Grand Finale The year end TNSAR team meeting is coming up, Monday, May 7th. We will meet at the Granlibakken Hut at 6:00pm for cocktails and dinner. Thanks to Debra Schroepfer in advance. The general meeting will follow dinner.
Campaign 2007 Team candidates for Board and Officer positions will be kissing babies and shaking hands prior to the general Team meeting. Candidates will give impromptu stump speeches and sign autographs prior to the official elections. Over-ripe tomatoes, decomposing heads of lettuce, and fruit fly laden bananas will be provided for your tossing pleasure. We are still working on the peanut butter filled dunk tank. Please stay tuned. Actually, in all (or at least partial) seriousness, the end of year Board and Officer elections are an important aspect of the Teamís function. As an incorporated, non-profit 501(c)(3) organization, we are dependent on Team Officers and Board members to guide, oversee, and regulate the Teamís activities. Not the least of which is fundraising. Our non-profit status allows us to seek and accept tax deductible monies. Legally speaking, we must catapult our collective self through a series of hoops to maintain our 501(c)(3) status with the State of California and the Internal Revenue Service. By proxy, the Board and Officers do the Teamís collective gymnastics to get through those hoops. It may seem all pomp and circumstance to outsiders, newcomers, or those unfamiliar with Federal tax codes, but our fearless leaders really do work for the Team in addition to slogging through creeks in the middle of the night and swilling adult beverages at monthly meetings. To date all Team Officers are running unchallenged, so now is your time to write yourself in as a candidate and get up there on that stump. Or not. Sarah Lagano will be stepping down from her Board position and Mark Johnson is up for re-election. So far Mark, Peter York, Jimmy Smith, and Jim Coffey are vying for those coveted two Board positions (Paul Honeywell and Jonathan Laine have only served one of their two years but will be up for re-election this time next year for those of you planning ahead). So get out and vote and be sure to thank our elected officials for volunteering to do this extracurricular work for the sake of the Team.
Though I donít know why Iíve lately been drawn to the obituaries. Perhaps itís a sign of the times or a sign of times to come. Regardless, my heart gets heavier with each passing. This year we have suffered some incredible losses. Edna Obexer, Alice Standteiner, Dorothy Mercer. All legendary in their own unique way, all indelibly carved into their own piece of Tahoeís history, all gone forever from this life. This is so unbelievably sad for me, and I canít exactly say why. Maybe itís because I never really got the chance to ďhaveĒ a Grandmother. My Grandmother Alice died when my Mother was only four. My Dadís mom died before I was one. Maybe itís because Iím watching my daughter Anna grow up with her Grandmother and Iím empathetically grieving for the day when Anna has to suffer the loss of a Grandmother. Maybe itís because death is just so damn permanent and I canít help but think of what weíve missed. With each new entry in the obituary column, Iím painfully reminded of lost opportunities. Several years ago when TNSAR was working on the Winter Aware video with filmmaker Elizabeth Rogers, Elizabeth and I daydreamed about having enough time and money to go around and film and record all the remaining Tahoe legends, the elders, the men and women who came to Tahoe in the ďold days.Ē The premise was simple: travel around Tahoe and interview and film the old-timers. Record at least some of their stories, ask them questions and take what they know, what they have seen, and what they hope for and turn it into some kind of curriculum for Tahoeís future. We thought, ď..wouldnít it be cool to walk into the Gatekeeperís Museum and be able to hear real stories of the winter of í52, watch the facial expressions, the gestures, see the emotions of the people who helped shaped the place we call homeÖ.?Ē Think of what we could learn! And then we listed all the people who were already dead, all the people that we already missed, all the stories, the lessons, the hopes and fears that were already beyond our reach. And now Iím reminded again. It is such a painful loss.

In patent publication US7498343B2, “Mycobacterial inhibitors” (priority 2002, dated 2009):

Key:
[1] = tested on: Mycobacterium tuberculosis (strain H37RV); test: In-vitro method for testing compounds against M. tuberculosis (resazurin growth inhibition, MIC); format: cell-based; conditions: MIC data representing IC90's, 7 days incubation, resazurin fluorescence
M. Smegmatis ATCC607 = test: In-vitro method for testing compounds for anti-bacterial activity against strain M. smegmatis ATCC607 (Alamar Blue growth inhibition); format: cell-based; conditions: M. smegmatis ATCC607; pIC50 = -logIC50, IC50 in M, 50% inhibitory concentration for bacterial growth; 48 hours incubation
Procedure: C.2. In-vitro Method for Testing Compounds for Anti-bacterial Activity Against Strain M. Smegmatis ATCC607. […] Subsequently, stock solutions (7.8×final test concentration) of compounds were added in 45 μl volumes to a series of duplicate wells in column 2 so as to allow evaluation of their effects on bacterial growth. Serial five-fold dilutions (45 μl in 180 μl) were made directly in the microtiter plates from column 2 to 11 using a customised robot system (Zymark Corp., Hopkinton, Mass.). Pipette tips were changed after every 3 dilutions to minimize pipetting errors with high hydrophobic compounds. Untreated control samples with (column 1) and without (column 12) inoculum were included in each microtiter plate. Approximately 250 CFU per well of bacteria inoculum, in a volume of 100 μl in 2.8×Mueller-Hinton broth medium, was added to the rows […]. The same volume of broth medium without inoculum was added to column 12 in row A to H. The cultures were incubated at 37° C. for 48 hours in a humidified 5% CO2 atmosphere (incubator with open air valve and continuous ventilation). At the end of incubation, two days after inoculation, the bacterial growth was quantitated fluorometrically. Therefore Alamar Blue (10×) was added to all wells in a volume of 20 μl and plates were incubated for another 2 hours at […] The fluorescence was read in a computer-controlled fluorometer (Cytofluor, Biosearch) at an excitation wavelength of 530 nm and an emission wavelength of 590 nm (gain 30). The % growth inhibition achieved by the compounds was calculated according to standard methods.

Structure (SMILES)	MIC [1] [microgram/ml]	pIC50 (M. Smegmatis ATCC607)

Humor is the best medicine Readerís Digest said it so it must be true. Actually I believe there is clinical evidence that humor does play a major role in healing ailments of all sorts, including depressing newsletters about death. In 1979 Norman Cousins wrote a book called Anatomy of an Illness as Perceived by the Patient and it told the story of how active participation in oneís illness can in and of itself be healing. Humor, according to Cousins, plays a major role in the restoration of oneís health. More recently, and more apropos for TNSAR, Laurence Gonzales wrote a book called Deep Survival: who lives, who dies, and why. Gonzales also points out that humor, especially so-called black humor, is pivotal for maintaining sanity during insane survival ordeals. Indeed, Gonzales argues that humor is one of the key ingredients to tip the balance away from catastrophe and toward survival. Deep Survival thoroughly examines the makeup of disasters and identifies key components of survival ordeals. He really does explain who lives, who dies, and why. While reading this book, I constantly found myself deconstructing past searches and finding all kinds of relevant information that was consistent for multiple search situations. I highly recommend this book for your summer reading schedule. You wonít see it on Oprahís list and thatís a good thing.
Looking forward to my farmerís tan
If you wish to receive an email notification whenever
the most recent Newsletter is posted, just
let us know.